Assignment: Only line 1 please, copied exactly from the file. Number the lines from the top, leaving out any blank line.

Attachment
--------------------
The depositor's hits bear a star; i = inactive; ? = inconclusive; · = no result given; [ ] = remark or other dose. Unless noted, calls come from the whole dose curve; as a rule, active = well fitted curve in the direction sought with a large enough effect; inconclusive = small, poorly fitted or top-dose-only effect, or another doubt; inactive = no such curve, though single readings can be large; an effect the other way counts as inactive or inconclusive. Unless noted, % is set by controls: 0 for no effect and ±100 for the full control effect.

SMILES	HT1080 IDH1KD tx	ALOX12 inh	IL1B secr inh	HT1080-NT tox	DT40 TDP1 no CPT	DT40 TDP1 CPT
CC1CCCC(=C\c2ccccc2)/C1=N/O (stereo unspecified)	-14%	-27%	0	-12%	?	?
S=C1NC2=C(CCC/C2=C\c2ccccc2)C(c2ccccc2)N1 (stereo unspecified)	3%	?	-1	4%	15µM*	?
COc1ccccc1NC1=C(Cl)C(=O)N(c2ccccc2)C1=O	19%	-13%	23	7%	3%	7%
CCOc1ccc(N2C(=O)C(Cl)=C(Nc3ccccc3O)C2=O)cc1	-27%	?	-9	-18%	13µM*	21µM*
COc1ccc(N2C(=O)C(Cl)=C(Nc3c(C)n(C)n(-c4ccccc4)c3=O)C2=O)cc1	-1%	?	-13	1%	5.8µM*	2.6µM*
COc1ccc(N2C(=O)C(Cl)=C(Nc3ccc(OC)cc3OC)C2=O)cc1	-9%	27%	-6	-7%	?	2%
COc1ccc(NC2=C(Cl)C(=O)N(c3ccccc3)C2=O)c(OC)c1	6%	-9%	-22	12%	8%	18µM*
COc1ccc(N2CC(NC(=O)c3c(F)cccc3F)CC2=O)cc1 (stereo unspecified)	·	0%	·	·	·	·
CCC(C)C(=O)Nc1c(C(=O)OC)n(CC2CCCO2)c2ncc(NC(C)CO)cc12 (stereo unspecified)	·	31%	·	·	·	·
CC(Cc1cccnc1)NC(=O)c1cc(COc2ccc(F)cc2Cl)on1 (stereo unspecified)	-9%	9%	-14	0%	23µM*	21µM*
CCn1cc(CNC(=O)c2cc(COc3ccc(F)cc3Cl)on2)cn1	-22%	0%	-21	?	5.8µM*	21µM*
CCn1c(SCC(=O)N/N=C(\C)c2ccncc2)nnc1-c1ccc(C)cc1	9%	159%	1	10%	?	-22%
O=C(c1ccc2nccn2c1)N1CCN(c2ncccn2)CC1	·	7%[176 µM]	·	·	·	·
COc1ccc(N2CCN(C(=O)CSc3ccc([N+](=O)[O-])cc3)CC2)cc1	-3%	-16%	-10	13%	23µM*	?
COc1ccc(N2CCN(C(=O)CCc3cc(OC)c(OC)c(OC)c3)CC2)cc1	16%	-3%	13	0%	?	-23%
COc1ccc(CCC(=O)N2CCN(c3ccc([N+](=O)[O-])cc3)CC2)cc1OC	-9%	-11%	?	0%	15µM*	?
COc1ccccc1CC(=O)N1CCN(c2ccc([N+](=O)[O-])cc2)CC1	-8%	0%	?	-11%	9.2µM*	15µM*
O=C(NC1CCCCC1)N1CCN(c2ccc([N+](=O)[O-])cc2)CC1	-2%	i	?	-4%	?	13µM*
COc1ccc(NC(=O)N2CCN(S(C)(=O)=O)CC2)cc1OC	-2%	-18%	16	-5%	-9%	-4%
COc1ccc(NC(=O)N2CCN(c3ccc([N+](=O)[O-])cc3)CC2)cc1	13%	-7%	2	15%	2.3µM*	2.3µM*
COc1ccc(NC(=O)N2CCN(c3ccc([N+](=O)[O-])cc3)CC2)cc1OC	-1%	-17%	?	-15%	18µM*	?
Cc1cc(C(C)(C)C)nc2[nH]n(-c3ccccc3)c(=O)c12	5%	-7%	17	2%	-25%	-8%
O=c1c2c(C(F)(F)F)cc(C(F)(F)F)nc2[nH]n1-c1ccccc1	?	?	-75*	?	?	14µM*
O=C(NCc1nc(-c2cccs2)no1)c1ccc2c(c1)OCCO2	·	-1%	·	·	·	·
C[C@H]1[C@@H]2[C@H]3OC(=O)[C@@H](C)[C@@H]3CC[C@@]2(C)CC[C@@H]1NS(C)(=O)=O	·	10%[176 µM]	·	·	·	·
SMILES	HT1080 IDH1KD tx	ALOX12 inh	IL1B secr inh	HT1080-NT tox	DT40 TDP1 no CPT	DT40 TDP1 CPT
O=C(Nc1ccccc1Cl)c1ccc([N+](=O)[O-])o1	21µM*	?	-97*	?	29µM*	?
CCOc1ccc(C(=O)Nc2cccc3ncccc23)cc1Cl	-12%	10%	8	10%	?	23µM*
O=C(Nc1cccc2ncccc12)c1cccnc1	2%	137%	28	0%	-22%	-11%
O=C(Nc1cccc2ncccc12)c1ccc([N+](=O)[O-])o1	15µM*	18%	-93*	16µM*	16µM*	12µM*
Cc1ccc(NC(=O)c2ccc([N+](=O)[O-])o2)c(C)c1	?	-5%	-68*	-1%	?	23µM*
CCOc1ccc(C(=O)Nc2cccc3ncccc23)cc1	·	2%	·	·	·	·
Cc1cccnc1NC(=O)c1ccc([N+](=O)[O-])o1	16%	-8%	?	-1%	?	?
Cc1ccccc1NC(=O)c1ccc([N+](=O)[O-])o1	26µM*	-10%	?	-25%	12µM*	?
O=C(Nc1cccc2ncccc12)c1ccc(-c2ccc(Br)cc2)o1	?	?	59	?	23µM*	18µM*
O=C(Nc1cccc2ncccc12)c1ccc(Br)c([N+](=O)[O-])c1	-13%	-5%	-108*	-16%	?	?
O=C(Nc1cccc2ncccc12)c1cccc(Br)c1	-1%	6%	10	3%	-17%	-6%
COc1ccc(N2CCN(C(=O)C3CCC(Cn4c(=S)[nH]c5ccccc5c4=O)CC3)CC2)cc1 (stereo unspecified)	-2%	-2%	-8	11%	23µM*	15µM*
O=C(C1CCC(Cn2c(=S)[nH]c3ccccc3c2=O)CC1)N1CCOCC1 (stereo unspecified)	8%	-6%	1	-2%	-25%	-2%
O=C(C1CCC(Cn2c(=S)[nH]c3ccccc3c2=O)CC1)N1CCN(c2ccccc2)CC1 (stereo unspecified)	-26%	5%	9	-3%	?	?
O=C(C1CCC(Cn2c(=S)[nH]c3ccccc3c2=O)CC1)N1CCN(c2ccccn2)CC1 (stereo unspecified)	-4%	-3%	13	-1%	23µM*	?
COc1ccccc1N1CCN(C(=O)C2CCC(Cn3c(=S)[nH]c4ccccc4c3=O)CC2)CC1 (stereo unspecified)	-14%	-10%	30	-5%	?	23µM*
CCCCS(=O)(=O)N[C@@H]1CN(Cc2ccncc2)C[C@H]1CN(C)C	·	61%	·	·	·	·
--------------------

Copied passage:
The depositor's hits bear a star; i = inactive; ? = inconclusive; · = no result given; [ ] = remark or other dose. Unless noted, calls come from the whole dose curve; as a rule, active = well fitted curve in the direction sought with a large enough effect; inconclusive = small, poorly fitted or top-dose-only effect, or another doubt; inactive = no such curve, though single readings can be large; an effect the other way counts as inactive or inconclusive. Unless noted, % is set by controls: 0 for no effect and ±100 for the full control effect.